A virtual informal session provided 2000 pre-registered participants the opportunity to exchange opinions on key items for the formal 24th meeting of the Subsidiary Body on Scientific, Technical and Technological Advice (SBSTTA 24) UN Convention on Biological Diversity (CBD) scheduled for later this year.
The informal meeting was an opportunity for Parties to discuss key agenda items for developing the Post-2020 Global Biodiversity Framework, which will be further reviewed for adoption at the 15th meeting of the Conference of the Parties (COP-15) of the CBD.
Pacific island countries attended the virtual session held 17-19 February last week, and Ms Gwen Sisior from the Republic of Palau expressed concern regarding issues she hopes SBSTTA 24 can address in the Post-2020 Global Biodiversity Framework.
“We have noted many times that for those in the Pacific, the framework must have robust marine targets and indicators. Oceans cover 70% of the planet and for the largest ocean region, the Pacific, a healthy ocean is intrinsic to our lives and livelihoods. So, we believe that for the framework to be successful, it must put the ocean on the path to recovery, supporting healthy ecosystems, thriving species, and human well-being. We need an Ocean which is 100% responsibly managed that supports the three objectives of the Convention,” said Ms Sisior.
Ms Sisior noted that marine issues often seemed as an afterthought when reading the draft framework and preparatory materials, lacking proper emphasis on marine objectives, especially under Target 2: biodiversity values have been integrated into national and local development and poverty reduction strategies and planning processes and are being incorporated into national accounting, as appropriate, and reporting systems.
“We would like to highlight that many countries, including my own, support text in the framework to protect and conserve at least 30% of the ocean by 2030. We hope that this critical element will be clearly reflected in future documents such that there is no ambiguity that both marine and terrestrial are encompassed,” added Ms Sisior during the informal session.
SPREP has a long history of, and continues to, play an important role in supporting Pacific island countries to have a strong voice in negotiations related to the Convention on Biological Diversity, and 2021 will be a significant year with final negotiations for the Global Biodiversity Framework. SPREP will be hosting a series of regional preparatory meetings in partnership with the CBD Secretariat and UN Environment, and providing support throughout the formal CBD meetings.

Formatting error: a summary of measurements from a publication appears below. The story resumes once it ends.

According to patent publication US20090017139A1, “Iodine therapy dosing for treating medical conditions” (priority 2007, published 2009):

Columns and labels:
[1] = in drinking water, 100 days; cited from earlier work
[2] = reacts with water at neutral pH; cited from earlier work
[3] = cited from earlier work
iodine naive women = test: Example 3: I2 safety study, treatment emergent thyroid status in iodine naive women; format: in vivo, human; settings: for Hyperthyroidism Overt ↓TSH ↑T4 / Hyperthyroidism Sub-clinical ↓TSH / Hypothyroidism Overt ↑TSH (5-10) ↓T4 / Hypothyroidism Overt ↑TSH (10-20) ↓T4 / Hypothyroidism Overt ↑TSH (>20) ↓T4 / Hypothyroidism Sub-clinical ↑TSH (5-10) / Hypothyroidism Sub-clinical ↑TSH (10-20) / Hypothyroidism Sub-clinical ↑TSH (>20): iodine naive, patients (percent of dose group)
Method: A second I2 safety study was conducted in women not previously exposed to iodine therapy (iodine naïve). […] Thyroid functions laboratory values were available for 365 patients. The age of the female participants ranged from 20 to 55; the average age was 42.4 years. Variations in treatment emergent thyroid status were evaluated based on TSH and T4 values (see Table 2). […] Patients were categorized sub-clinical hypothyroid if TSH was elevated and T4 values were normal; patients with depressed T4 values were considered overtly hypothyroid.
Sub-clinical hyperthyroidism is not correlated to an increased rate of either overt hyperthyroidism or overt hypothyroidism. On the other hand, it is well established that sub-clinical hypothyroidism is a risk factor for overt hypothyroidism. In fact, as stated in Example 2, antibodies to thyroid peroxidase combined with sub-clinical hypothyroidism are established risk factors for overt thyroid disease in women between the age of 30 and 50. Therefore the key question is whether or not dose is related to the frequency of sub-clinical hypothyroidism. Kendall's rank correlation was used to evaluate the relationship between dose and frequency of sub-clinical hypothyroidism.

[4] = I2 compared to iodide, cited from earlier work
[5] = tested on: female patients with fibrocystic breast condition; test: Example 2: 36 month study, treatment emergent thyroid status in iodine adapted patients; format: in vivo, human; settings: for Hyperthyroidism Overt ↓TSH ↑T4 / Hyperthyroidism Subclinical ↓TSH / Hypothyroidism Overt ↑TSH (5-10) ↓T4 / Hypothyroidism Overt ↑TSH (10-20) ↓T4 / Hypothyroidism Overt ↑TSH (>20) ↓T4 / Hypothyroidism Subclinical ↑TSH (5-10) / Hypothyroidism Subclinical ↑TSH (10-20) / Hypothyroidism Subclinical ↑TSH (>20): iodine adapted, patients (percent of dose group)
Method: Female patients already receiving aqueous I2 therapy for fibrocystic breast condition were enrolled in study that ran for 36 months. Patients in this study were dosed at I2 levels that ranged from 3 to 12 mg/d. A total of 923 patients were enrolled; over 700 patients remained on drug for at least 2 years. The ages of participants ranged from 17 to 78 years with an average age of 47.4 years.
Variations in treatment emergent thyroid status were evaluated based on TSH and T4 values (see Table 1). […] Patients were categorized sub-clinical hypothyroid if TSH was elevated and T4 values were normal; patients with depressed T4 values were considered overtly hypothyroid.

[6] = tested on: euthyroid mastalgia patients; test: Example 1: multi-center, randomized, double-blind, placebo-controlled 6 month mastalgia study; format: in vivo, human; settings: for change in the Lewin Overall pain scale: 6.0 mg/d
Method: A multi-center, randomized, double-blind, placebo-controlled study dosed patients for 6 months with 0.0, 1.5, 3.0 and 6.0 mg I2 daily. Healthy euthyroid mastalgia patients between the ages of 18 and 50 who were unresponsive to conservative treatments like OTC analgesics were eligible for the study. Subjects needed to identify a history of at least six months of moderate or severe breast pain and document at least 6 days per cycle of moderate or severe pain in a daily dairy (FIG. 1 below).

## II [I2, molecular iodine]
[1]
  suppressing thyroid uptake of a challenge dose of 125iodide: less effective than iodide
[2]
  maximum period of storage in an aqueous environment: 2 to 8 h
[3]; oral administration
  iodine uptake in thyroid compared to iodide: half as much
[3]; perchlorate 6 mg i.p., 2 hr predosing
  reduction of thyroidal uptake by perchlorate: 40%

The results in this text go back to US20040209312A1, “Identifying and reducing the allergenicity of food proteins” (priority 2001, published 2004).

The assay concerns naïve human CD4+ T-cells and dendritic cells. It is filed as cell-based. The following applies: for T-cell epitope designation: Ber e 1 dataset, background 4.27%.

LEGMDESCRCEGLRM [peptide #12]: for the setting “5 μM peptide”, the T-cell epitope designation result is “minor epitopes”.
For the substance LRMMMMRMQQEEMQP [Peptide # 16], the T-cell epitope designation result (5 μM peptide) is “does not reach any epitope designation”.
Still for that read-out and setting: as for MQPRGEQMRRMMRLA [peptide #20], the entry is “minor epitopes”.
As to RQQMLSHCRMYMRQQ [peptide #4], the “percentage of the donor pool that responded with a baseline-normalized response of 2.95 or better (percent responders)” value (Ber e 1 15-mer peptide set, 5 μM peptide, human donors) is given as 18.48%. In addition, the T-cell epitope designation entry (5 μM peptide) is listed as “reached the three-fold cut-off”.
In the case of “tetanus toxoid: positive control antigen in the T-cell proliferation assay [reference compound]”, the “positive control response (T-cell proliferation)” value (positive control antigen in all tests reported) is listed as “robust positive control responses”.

While no negotiations or decisions could be taken during the informal meeting, it was an opportunity for Parties and observers to discuss important agenda items and concerns regarding the framework.
The meeting representatives will convene again 24-26 February where important Pacific island topics of coastal and marine, invasive species, and mainstreaming biodiversity issues will be discussed.
The SBSTTA is the intergovernmental body responsible for providing scientific, technical and technological advice related to the implementation of the Convention. It assesses the current status of the world’s biodiversity to highlight issues faced in order to identify solutions which are shared through the Convention with the global community.
The Convention on Biological Diversity (CBD) is an international treaty for the conservation of biodiversity, the sustainable use of the components of biodiversity and the equitable sharing of the benefits derived from the use of genetic resources. It opened for signature at the Earth Summit in Rio de Janeiro in 1992 and entered into force in December 1993. Currently there are 196 Parties to the Convention. The Convention seeks to address all threats to biodiversity and ecosystem services, including threats from climate change.
For more information contact Ms Amanda Wheatley, Biodiversity Adviser at SPREP, at firstname.lastname@example.org.